Bottles of RoundUp herbicide (picture-alliance/AP Photo/J. Roberson)

Despite warnings over potential risks to human health and the environment, farmers around the world are dependent on chemical giant Monsanto’s herbicide Roundup. Active ingredient: glyphosate.

In June 2016, European Union member states delayed a final decision on renewal for the weed killer, instead extending the license for 18 months. In October and November 2017, the European Commission again pushed back a vote on the issue.

The European Commission must make a decision, as the current license is due to expire on December 15. Although the European Commission on Food Safety had been pushing for a 10-year renewal of the license for glyphosate, this has been pedaled back to a five-year renewal. Tiếp tục đọc “Glyphosate: The key points in an endless debate”

Monsanto’s Superfund Secret

DISSENT Magazine

Monsanto elemental phosphorous plant, Soda Springs, Idaho (Kevin Beebe / Flickr)

The world’s most widely used herbicide, Roundup, has faced intense scrutiny in recent weeks, since documents surfaced revealing a close relationship between Monsanto, the creator of Roundup, and EPA officials tasked with regulating herbicide use in the United States. One email exchange included a Monsanto executive boasting that an EPA official had told him he “should get a medal” if he could “kill” an agency investigation into the herbicide.Ư

This news was troubling, considering the fact that the World Health Organization recently declared Roundup’s active ingredient “probably carcinogenic to humans.” The 2015 WHO announcement raised major alarms because roughly 89 percent of American corn and over 90 percent of all soybeans produced in the United States—millions of tons of which are exported every year to dozens of countries around the world—are genetically engineered to be herbicide resistant, Roundup Ready being a preferred variety. These findings gave new scientific fodder to many GMO opponents who have long alleged that the world’s food supply is awash in dangerous chemicals. Tiếp tục đọc “Monsanto’s Superfund Secret”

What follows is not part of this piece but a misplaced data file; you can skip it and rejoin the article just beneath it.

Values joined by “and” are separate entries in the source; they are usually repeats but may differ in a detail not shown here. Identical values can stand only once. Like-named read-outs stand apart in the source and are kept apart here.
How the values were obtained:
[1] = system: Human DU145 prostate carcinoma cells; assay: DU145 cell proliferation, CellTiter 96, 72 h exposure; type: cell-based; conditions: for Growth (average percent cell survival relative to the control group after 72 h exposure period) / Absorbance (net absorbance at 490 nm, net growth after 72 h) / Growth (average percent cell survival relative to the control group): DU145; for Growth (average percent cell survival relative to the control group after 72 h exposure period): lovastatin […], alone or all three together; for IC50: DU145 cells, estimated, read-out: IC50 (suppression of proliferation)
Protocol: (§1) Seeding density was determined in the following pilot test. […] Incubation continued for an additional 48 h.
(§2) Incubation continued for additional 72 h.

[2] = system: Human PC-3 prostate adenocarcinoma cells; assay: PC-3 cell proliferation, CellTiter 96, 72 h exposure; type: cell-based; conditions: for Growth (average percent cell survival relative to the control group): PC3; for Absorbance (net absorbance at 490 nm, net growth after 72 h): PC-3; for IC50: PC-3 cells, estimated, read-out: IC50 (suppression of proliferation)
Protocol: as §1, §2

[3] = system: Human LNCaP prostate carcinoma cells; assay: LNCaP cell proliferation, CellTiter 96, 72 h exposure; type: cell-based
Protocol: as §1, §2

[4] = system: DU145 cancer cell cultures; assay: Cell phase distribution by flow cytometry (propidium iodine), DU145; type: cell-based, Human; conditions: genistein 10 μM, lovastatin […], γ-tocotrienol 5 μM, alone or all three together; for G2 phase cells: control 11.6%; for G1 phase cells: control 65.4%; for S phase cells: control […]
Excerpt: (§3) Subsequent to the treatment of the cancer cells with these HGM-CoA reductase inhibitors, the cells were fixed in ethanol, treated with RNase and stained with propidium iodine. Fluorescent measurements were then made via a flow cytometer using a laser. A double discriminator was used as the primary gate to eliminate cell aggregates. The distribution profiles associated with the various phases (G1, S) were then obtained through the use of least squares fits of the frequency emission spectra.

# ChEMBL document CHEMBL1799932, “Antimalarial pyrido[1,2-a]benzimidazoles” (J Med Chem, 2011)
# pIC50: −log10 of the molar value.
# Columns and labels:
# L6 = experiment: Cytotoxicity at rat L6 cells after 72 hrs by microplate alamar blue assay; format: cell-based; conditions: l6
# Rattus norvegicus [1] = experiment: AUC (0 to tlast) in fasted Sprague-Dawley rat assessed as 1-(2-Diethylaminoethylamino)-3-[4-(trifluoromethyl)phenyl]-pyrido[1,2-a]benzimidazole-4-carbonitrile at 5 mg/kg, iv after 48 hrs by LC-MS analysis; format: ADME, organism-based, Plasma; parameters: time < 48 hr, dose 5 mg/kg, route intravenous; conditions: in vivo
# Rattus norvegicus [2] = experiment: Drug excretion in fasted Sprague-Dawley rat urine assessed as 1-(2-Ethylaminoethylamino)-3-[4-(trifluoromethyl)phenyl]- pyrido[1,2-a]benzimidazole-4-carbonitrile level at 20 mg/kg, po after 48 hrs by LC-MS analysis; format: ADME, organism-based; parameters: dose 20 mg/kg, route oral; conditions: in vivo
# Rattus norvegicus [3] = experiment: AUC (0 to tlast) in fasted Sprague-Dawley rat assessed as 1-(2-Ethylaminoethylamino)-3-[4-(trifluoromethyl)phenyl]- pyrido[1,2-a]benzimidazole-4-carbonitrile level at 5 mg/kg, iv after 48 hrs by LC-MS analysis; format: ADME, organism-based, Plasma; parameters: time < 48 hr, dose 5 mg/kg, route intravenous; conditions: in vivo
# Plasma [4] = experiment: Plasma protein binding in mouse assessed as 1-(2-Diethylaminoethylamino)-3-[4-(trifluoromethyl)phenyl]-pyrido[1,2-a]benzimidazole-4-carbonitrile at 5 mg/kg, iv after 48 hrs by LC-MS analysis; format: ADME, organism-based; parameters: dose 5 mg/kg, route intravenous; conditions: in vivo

Monsanto’s Roundup linked to liver disease, study says

First Agent Orange, now Roundup: what’s Monsanto up to in Vietnam? Ecologist Special Investigation

The Ecologist, Mick Grant
10th October 2016

A keyboard player, blind from birth due to a genetic defect induced by Agent Orange, performing at the War Remnants Museum. Photo: Mick Grant.
A keyboard player, blind from birth due to a genetic defect induced by Agent Orange, performing at the War Remnants Museum. Photo: Mick Grant.

With the International Monsanto Tribunal beginning this week (14-16 October) in The Hague, MICK GRANT reports from Vietnam with this special investigation for The Ecologist five decades after the company’s lethal herbicide Agent Orange first devastated the country – and discovers the agribusiness giant is sneaking its way back into Vietnam with modern herbicides and ‘Roundup-Ready’ GMO crops.